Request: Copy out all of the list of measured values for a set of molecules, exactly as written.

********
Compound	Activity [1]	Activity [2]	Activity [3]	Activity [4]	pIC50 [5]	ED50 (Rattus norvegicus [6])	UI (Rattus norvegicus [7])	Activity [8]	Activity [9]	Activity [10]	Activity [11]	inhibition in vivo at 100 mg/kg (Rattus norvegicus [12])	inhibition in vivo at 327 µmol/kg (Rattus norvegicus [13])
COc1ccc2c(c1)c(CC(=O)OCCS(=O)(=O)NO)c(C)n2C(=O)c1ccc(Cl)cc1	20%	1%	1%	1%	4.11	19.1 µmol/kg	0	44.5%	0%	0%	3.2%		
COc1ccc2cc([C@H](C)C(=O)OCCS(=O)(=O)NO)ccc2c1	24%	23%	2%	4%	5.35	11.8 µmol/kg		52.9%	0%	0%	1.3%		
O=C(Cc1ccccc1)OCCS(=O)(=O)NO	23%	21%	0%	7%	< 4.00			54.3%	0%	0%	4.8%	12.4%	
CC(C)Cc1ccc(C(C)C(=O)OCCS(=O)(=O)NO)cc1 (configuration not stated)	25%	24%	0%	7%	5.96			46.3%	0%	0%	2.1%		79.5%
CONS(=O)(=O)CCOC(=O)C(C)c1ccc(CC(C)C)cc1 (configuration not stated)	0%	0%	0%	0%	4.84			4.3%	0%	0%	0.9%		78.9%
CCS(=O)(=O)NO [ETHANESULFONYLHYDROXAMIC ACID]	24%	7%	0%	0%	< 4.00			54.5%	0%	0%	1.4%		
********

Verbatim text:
Compound	Activity [1]	Activity [2]	Activity [3]	Activity [4]	pIC50 [5]	ED50 (Rattus norvegicus [6])	UI (Rattus norvegicus [7])	Activity [8]	Activity [9]	Activity [10]	Activity [11]	inhibition in vivo at 100 mg/kg (Rattus norvegicus [12])	inhibition in vivo at 327 µmol/kg (Rattus norvegicus [13])
COc1ccc2c(c1)c(CC(=O)OCCS(=O)(=O)NO)c(C)n2C(=O)c1ccc(Cl)cc1	20%	1%	1%	1%	4.11	19.1 µmol/kg	0	44.5%	0%	0%	3.2%		
COc1ccc2cc([C@H](C)C(=O)OCCS(=O)(=O)NO)ccc2c1	24%	23%	2%	4%	5.35	11.8 µmol/kg		52.9%	0%	0%	1.3%		
O=C(Cc1ccccc1)OCCS(=O)(=O)NO	23%	21%	0%	7%	< 4.00			54.3%	0%	0%	4.8%	12.4%	
CC(C)Cc1ccc(C(C)C(=O)OCCS(=O)(=O)NO)cc1 (configuration not stated)	25%	24%	0%	7%	5.96			46.3%	0%	0%	2.1%		79.5%
CONS(=O)(=O)CCOC(=O)C(C)c1ccc(CC(C)C)cc1 (configuration not stated)	0%	0%	0%	0%	4.84			4.3%	0%	0%	0.9%		78.9%
CCS(=O)(=O)NO [ETHANESULFONYLHYDROXAMIC ACID]	24%	7%	0%	0%	< 4.00			54.5%	0%	0%	1.4%		